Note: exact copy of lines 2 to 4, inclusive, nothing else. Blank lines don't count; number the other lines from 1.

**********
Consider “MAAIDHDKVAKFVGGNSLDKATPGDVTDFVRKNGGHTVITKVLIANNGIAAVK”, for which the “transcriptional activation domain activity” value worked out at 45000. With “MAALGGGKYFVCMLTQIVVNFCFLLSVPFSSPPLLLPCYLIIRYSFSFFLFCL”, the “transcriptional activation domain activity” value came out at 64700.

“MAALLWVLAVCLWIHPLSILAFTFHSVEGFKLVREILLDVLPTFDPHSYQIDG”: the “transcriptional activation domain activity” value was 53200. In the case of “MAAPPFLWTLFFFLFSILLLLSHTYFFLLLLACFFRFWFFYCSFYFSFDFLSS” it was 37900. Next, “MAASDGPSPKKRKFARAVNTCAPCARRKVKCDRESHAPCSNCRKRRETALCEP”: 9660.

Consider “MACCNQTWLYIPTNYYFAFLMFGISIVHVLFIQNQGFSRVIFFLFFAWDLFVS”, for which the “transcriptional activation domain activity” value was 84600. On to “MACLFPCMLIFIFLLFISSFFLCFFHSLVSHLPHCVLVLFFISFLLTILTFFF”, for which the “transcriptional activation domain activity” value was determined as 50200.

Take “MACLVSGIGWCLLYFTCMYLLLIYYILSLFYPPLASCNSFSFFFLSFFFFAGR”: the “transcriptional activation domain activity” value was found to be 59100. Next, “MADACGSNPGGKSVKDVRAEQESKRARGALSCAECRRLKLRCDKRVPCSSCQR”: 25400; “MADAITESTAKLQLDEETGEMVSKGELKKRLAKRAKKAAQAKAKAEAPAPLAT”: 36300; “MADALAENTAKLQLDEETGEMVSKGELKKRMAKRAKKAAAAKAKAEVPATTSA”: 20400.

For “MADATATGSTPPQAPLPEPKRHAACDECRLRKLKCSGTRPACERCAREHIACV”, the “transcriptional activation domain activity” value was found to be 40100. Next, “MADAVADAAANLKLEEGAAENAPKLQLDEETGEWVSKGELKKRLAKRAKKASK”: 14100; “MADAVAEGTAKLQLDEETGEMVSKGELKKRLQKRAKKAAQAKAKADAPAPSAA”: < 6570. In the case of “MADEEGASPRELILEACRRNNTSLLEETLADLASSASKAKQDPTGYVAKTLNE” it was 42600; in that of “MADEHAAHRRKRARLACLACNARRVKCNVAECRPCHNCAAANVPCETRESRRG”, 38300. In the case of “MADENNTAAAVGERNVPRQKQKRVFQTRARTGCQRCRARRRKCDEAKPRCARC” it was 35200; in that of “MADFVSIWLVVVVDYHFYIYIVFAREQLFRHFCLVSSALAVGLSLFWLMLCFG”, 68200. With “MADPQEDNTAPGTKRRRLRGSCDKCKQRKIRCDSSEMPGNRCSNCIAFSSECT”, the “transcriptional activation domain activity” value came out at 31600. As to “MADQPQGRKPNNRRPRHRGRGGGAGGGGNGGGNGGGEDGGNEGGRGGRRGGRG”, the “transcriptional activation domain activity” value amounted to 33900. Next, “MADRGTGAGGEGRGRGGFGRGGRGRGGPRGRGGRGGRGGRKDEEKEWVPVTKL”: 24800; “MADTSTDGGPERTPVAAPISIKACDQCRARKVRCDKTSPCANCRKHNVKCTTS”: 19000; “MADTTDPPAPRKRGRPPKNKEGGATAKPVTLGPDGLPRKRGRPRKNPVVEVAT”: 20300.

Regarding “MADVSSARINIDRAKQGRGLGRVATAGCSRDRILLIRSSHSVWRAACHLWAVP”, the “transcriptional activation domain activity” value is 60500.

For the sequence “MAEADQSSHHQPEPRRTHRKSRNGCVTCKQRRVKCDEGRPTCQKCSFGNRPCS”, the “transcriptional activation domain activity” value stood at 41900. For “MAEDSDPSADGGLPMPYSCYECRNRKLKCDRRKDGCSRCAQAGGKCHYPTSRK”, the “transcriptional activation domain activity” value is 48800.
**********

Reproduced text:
“MAALLWVLAVCLWIHPLSILAFTFHSVEGFKLVREILLDVLPTFDPHSYQIDG”: the “transcriptional activation domain activity” value was 53200. In the case of “MAAPPFLWTLFFFLFSILLLLSHTYFFLLLLACFFRFWFFYCSFYFSFDFLSS” it was 37900. Next, “MAASDGPSPKKRKFARAVNTCAPCARRKVKCDRESHAPCSNCRKRRETALCEP”: 9660.

Consider “MACCNQTWLYIPTNYYFAFLMFGISIVHVLFIQNQGFSRVIFFLFFAWDLFVS”, for which the “transcriptional activation domain activity” value was 84600. On to “MACLFPCMLIFIFLLFISSFFLCFFHSLVSHLPHCVLVLFFISFLLTILTFFF”, for which the “transcriptional activation domain activity” value was determined as 50200.

Take “MACLVSGIGWCLLYFTCMYLLLIYYILSLFYPPLASCNSFSFFFLSFFFFAGR”: the “transcriptional activation domain activity” value was found to be 59100. Next, “MADACGSNPGGKSVKDVRAEQESKRARGALSCAECRRLKLRCDKRVPCSSCQR”: 25400; “MADAITESTAKLQLDEETGEMVSKGELKKRLAKRAKKAAQAKAKAEAPAPLAT”: 36300; “MADALAENTAKLQLDEETGEMVSKGELKKRMAKRAKKAAAAKAKAEVPATTSA”: 20400.